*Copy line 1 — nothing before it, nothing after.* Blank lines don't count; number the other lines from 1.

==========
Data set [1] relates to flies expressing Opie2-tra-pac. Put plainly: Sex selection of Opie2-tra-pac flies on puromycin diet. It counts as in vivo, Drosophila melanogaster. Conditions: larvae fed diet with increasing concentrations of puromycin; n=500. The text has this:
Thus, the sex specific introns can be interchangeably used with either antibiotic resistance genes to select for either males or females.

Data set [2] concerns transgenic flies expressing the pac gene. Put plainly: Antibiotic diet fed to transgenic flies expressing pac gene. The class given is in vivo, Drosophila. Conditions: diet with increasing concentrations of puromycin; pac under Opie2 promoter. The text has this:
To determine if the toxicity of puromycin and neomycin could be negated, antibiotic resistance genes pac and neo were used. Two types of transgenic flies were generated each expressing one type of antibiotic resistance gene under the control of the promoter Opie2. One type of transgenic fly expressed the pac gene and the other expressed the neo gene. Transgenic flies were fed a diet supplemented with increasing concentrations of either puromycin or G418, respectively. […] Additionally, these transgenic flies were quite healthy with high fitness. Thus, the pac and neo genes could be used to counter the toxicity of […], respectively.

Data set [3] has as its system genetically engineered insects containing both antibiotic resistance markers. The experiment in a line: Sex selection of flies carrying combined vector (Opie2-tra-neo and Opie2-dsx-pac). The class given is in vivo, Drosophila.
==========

Data set [1] relates to flies expressing Opie2-tra-pac. Put plainly: Sex selection of Opie2-tra-pac flies on puromycin diet. It counts as in vivo, Drosophila melanogaster. Conditions: larvae fed diet with increasing concentrations of puromycin; n=500. The text has this: